Smoking is already known to kill by causing lung cancer – we are now finding it may also cause blindness. Smoking has been directly related to increase risk of cataracts, which are directly linked to blindness. Cigarettes have over 4000 chemicals, and over 200 toxic chemicals. Many of these toxic chemicals are carcinogenic which cause free radicals. These free radicals at first were only linked to lung cancer and other cancers, but they are now linked to cataracts.
The combination of free radicals, fat build-ups, and hypoxia result in a cataract. It also may result in age-related macular degeneration, loss of night vision, as well as permanent damage to the retina and optic nerve. Smoking increases your risk for many eye diseases because of the build up of free radicals. Many of the eye problems it creates are irreversible, and cause blindness.
Second-hand smoke has recently been found to be very harmful for ones eyes. Second-hand smoke can linger in a room for over two hours without any odor meaning your body is inhaling many of the chemicals from the tobacco even though you did not smoke it yourself.
Many states in the US have outlawed smoking in an in-closed space, and some have gone so far as to out law it in outdoors spaces as well. This is a great beginning for the future of a smoke free environment. For the moment, we are inhaling many chemicals that are causing faster degeneration of the body. If you must smoke, or be around smoke, be sure to open windows and keep cleaner air flowing in.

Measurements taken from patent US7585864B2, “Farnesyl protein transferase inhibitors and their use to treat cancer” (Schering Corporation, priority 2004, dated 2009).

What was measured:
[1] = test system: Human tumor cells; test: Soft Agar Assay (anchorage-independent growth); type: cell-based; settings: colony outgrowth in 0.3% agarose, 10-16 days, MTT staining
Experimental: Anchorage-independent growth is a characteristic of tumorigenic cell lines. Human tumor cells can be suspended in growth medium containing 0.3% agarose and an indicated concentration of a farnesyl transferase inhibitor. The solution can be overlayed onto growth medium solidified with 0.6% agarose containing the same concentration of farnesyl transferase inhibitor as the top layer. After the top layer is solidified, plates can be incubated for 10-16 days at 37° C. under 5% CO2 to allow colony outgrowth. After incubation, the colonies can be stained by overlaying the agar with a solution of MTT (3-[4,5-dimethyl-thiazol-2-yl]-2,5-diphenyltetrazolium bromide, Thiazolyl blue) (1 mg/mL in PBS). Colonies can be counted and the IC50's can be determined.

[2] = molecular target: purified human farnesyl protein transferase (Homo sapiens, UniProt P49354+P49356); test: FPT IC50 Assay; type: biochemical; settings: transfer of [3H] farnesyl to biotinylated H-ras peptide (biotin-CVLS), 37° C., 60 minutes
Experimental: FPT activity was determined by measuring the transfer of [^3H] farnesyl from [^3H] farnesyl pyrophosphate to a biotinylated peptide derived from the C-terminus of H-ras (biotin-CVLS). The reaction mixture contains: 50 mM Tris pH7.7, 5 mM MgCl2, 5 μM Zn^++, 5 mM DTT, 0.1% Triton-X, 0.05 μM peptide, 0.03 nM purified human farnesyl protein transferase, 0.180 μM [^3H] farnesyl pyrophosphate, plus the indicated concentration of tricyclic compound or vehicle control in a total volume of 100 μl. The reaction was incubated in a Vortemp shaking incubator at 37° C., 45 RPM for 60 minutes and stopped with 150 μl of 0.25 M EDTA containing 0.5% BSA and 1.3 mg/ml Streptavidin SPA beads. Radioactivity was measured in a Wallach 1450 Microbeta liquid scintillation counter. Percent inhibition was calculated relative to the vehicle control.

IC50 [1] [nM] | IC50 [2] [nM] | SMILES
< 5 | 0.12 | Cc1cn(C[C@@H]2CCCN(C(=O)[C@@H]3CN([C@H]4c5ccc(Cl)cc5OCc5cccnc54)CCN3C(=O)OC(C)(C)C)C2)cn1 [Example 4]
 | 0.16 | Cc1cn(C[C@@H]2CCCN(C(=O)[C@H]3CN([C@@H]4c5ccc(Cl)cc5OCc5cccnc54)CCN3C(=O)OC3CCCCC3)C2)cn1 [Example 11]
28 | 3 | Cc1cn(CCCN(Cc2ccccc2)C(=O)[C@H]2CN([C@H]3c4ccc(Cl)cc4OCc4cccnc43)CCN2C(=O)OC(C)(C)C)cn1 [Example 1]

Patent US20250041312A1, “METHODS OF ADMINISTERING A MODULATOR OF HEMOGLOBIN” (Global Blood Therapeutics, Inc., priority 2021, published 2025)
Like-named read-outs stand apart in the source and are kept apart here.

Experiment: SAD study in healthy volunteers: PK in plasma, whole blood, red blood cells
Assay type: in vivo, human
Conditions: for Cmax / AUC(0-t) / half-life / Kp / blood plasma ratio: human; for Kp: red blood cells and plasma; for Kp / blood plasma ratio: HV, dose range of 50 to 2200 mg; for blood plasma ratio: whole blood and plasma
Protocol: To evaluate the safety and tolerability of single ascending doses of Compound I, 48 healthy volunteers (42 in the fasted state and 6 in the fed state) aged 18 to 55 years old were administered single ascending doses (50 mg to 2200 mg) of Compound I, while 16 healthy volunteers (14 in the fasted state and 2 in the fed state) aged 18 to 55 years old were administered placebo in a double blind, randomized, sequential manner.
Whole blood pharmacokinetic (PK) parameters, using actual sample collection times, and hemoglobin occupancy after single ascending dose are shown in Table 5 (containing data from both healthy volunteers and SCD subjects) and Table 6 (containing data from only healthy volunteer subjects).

July is eye injury prevention month! The summer is a great time relax, maybe do some work around the house, and fix things up. But, not everyone remembers to wear sunglasses or safety goggles while doing all this work. American Academy of Ophthalmology estimates that more than two million eye injuries occur each year in the United States. 45% of these occur in the home, with another 40% occurring from sports or other recreational activities. 90% of these are preventable and only 35% occur while wearing some sort of eyewear.
July is an especially important month for eye care because of July 4th. Fireworks cause many injuries, especially eye injuries because almost nobody is wearing eye protection while viewing the show. There are around 2,00 firework eye injuries every year, and 50% occur in children 15 and younger. It can be hard to force your children to wear eye protection, but it would be more regrettable to not. The American Academy of Ophthalmology and the American Society of Ocular Trauma recommend that every household have at least one pair of American National Standards Institute (ANSI) glasses. These have side shields that protect any debris or fluids from splashing into the eye. These will also have the ANSI marking on the side.
It is also important to remember that the sun is three times stronger in the summer, so always wear UV protection glasses. If you are going to be working in the sun with a lot of hazardous materials try and find a pair of safety goggles that have UV protection as well.
It is an easy safety precaution that will help to prevent up to 90% of eye injuries. Make sure to go out and by yourself a pair of safety as goggles, as well as actually using them!
I went for my yearly eye check-up today and I was so impressed. I did not know a lot about eye technology before I started to work with Kowa, but since then I have learned so much. I was excited for this doctor visit because I wanted to see which technology they were using and I wanted to ask about the EMR technology.